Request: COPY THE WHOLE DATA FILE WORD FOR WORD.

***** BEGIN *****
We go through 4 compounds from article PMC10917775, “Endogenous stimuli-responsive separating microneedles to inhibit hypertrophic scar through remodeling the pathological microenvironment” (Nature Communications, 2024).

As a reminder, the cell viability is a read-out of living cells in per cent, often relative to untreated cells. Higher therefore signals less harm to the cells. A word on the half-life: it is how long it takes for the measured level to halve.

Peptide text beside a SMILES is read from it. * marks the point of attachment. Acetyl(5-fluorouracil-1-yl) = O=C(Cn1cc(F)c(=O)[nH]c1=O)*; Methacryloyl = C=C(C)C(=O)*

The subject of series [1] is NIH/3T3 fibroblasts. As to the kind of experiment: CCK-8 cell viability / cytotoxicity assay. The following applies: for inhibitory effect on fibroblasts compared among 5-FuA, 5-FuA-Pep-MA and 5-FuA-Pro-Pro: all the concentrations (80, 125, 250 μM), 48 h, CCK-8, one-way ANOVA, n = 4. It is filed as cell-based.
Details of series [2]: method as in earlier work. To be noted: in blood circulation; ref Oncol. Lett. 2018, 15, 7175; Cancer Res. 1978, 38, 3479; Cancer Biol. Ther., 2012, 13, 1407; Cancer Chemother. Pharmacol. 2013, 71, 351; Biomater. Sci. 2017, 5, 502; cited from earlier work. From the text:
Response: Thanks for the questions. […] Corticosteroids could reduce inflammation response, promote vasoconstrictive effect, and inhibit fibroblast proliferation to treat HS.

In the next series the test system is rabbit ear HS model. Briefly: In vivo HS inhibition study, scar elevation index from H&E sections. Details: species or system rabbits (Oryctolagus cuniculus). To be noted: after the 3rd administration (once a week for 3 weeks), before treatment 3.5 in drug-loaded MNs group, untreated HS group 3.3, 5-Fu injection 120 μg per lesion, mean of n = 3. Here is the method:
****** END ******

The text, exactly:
We go through 4 compounds from article PMC10917775, “Endogenous stimuli-responsive separating microneedles to inhibit hypertrophic scar through remodeling the pathological microenvironment” (Nature Communications, 2024).

As a reminder, the cell viability is a read-out of living cells in per cent, often relative to untreated cells. Higher therefore signals less harm to the cells. A word on the half-life: it is how long it takes for the measured level to halve.

Peptide text beside a SMILES is read from it. * marks the point of attachment. Acetyl(5-fluorouracil-1-yl) = O=C(Cn1cc(F)c(=O)[nH]c1=O)*; Methacryloyl = C=C(C)C(=O)*

The subject of series [1] is NIH/3T3 fibroblasts. As to the kind of experiment: CCK-8 cell viability / cytotoxicity assay. The following applies: for inhibitory effect on fibroblasts compared among 5-FuA, 5-FuA-Pep-MA and 5-FuA-Pro-Pro: all the concentrations (80, 125, 250 μM), 48 h, CCK-8, one-way ANOVA, n = 4. It is filed as cell-based.
Details of series [2]: method as in earlier work. To be noted: in blood circulation; ref Oncol. Lett. 2018, 15, 7175; Cancer Res. 1978, 38, 3479; Cancer Biol. Ther., 2012, 13, 1407; Cancer Chemother. Pharmacol. 2013, 71, 351; Biomater. Sci. 2017, 5, 502; cited from earlier work. From the text:
Response: Thanks for the questions. […] Corticosteroids could reduce inflammation response, promote vasoconstrictive effect, and inhibit fibroblast proliferation to treat HS.

In the next series the test system is rabbit ear HS model. Briefly: In vivo HS inhibition study, scar elevation index from H&E sections. Details: species or system rabbits (Oryctolagus cuniculus). To be noted: after the 3rd administration (once a week for 3 weeks), before treatment 3.5 in drug-loaded MNs group, untreated HS group 3.3, 5-Fu injection 120 μg per lesion, mean of n = 3. Here is the method: